Women Vs Instagram Women

Magazine Question: ‘What Kind of Woman Are You?’

And no, I don’t mean Carrie, Samantha or Ms York. I mean who, among the fabulous women of the world, is closest to the polished woman you’d always hoped to be? Perhaps you and she have met at social events or sometimes she may even wear your new Nikes to a group-training sesh.

Maybe you’ve seen versions of her in passing or strutting across your screen. Or perhaps, you’ve seen her as you waited for a friend in a cafe. The waiter opens the doors and in come legs and then her. Suddenly the scones aren’t sweet enough to hold you, and instead you consume the light on her cheeks in ripened peach, with a silvery sheen for desert.

Pausing for another bite, you realise the woman’s legs must be on rent from Heidi Klum, while she’s vacationing in some sea-side resort in Provence with a name too hard to pronounce.

Her handbag is all blue squares. You can almost taste on your tongue the letters: D-I-O-R

( good thing there is no more scones… )

Tiered layers of white frill hover above her heels.  A small act of genius. Who needs to eat the cake when you can look like one?

You can’t deny she is dazzling, in fact to deny this woman anything would be a small mis-adventure for womanhood.

Note: if you are reading this with squinty eyes, then I am guessing her name is already afloat in your mind ( P-E-N-N-Y ) But enough about her—I think you get the picture I’m  painting ( excluding the food ). All the magazines will tell you she’s you—if you want it to be!

Just buy the new collab of Tommy Hilfiger x Gigi Hadid or invest in fishnet stockings with your heels, or dive into the new season with Sienna Miller’s shade of blonde!

Spend, and you will be one step closer to ‘her’.

Upon indulging in a Elle magazine last night, I flipped my way to the celebrity feature article. And after reading it, felt disappointed that not only had I bought it but that I felt like I had uncovered Instagram, if she had a voice. Bravo Elle!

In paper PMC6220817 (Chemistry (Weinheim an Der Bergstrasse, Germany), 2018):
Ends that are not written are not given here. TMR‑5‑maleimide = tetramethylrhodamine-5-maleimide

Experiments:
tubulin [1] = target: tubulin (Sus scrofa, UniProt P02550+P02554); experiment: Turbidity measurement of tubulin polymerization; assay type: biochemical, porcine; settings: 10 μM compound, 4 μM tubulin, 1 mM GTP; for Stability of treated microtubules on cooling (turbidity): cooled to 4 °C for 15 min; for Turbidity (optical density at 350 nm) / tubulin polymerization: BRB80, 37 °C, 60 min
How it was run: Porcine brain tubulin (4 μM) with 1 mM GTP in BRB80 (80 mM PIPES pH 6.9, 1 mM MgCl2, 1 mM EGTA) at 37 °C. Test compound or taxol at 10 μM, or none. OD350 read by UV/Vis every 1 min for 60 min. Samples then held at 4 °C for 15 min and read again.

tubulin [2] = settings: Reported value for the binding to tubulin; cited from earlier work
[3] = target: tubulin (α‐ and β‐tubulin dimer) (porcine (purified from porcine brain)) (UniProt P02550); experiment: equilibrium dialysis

Meanwhile, I wondered if I was the only reader who also felt the uninvited dampening of a social media bath soaking them in a fresh scent of disappointment and failure. My two new friends, I had the pleasure of being accompanied into bed with.

Thinking about it the next day, I realised my discomfort came from the language of the journalist—too adoring. Too excited. After reading the first page, I forgot the Australian actress was made of flesh and blood and well, the same chemicals of my own body.

The article began with the typical format, her achievements to make sure the reader care enough to read on. The journalist then transitioned into questioning mode with the emphatic statement:

” You’re such a great mother ” full-stop, then onto the question.

My response: question-mark, what?

My personal debates sounding something like this: How could this reporter know something so incredibly personal without even meeting her before? ** Cue snort of dissatisfaction.

I read on, beginning to feel like a milkshake with the liquid slowly climbing to the top and no lid to be seen.

 

My first point was then confirmed with her next question:

” Do you like to clean? ”

Insert everyone’s response here: The woman is an actress so why build her up only to drop her into the domestic pile of laundry?

I stopped reading after the actress replied with “toilet-brush”.

On the positive end of the stupid spectrum, this article fed me some food for thought on this question: when people spend their work lives in our gaze, on screen, is it morally right to expect them to keep up the act off-screen? Their social media and relationships all on show for our entertainment. Social media today means that the average person’s spare time includes privately investigating what the stars and high-fliers are doing with their spare time. We’re all too hungry for news/gossip that doesn’t belong to us. Just to get a glimpse at the sparklier version of ‘her’ or even to highlight our own.

No wonder it is now a need for celebrities to hire promotional teams, in order to highlight and contour their human imperfections.  It was an exhaustive business and one that we all eagerly fed.

Having recently joined Instagram myself, I wondered whether the small print on social media should sound something like this: just because Instagram can’t leave you, doesn’t mean it’s your friend.

However, the truth about women, I am more clear on. I think we all hoped to be that woman who glides through life. The Daisy Buchananon of the 2000’s, who has every aspect of life topped up like a fully-charged opal card. But in reality I think we all are quite content being us than her.

Although it’s not a widely celebrated truth online, there’s so much beauty in admitting our flaws. In owning them. In accepting the wonder of our own particular (im)perfection.

I know one day my clothing can all clash in an eye-poppin visual-cocaine kind of way and the next day I can trip my way through it.

Life is not a Instagram feed; it’s stuck in a LIVE, free-to-air mode.

 

Magazine Question: ‘What Kind of Woman Are You?’ 

Answer: The woman who doesn’t buy your magazines again. 

*****And Carrie, because what woman doesn’t like shoes, words and men that walk away first.

** Drops mike.

 

 

 

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